Utility executives face volatile energy markets, skyrocketing fuel prices, and changing federal energy policies. How are utilities benefiting from the turnaround in energy trading?
The Regulators Forum - States to Feds: Don't tread on Me
and it appears that this position has spared our state from the fates that have slapped several of our regional neighbors. Our state's approach also seems to be bolstered by the about-face taken by many states that once supported retail competition.
The bottom line is that a major shift in our state regarding retail competition is unlikely in the near term.
F: What is next for regional transmission entities in Idaho?
PK: It could be argued that from the beginning the RTO West process was slowly sputtering forward; however, what seems evident is that shortly after FERC announced its intention to release a standard market design proposal, the RTO West process stalled. This situation left the filing utilities pondering their next steps.
Substantial work had been accomplished, and walking away from the process was not an option. So at the request of state commission staff members, the RTO West filing utilities recently reconvened the Regional Representatives Group (RRG) process to consider what solution works best for the transmission system in the Pacific Northwest. (The RRG consists of interested stakeholders, including state commission representatives and consumer counsel staff members, affected by the operation of the transmission grid in the region.) Although FERC has issued rulings on some aspects of RTO West's filings, some issues remain unresolved, and some need more work. However, the RRG did not start its recent efforts from scratch, but rather, built on the work accomplished previously by numerous RTO West working groups.
The RRG revitalization has led to the development of three options currently being considered and discussed to determine their commonalities and compatibilities. Each option group has developed an approach to the following problems and opportunities presented by the regional grid: planning and expansion, use of the long-term access, control area functions, cost recovery, and market power. The option groups are also looking at implementation and at costs and benefits. The RRG is the existing system, providing a forum for and creating the possibility for the convergence of these approaches.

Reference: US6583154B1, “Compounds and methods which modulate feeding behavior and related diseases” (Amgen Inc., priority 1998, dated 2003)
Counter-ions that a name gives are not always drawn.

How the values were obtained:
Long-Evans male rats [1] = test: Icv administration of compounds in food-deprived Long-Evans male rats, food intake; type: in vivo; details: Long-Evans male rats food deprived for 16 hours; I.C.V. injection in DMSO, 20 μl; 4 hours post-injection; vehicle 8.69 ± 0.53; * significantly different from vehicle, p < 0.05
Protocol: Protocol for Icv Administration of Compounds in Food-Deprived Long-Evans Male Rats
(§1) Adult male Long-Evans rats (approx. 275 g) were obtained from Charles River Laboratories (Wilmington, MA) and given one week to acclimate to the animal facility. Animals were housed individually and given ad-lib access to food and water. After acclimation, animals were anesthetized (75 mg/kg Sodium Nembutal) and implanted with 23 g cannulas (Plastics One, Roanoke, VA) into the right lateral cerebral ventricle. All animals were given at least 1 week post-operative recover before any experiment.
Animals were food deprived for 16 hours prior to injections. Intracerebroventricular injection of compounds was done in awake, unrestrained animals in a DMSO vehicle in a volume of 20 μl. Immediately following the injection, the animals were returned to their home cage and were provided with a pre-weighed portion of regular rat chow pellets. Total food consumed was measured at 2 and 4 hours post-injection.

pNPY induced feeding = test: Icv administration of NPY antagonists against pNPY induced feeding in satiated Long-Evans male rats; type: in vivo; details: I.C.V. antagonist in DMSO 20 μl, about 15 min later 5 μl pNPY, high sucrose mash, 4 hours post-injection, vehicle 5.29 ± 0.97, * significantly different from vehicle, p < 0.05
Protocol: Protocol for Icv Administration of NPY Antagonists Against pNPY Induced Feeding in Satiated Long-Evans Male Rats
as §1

State staff members have recommended that, whatever solution is derived from the RRG process, the RTO West filing utilities file a plan of action with the states first before returning to FERC. This goes hand-in-hand with the notion of the Pacific Northwest region finding a solution that fits us best.
F: Now that it appears FERC's standard market design is diluted and delayed, in what direction do you think FERC should move with SMD?
PK: I think FERC should continue down the path of regional deference and should continue encouraging regions to work toward resolving their seams issues with adjoining markets. The goal of SMD-standardized, efficiently operating markets producing just and reasonable rates-is a worthy one. However, regional markets throughout the United States are unique in the makeup of their loads and resources, and each region has a history of business practices for the trading, transporting, and delivery of power. These unique regional characteristics must be accommodated and should not be ignored in any effort to design efficient electricity markets.
The West has a long history of interconnection-wide,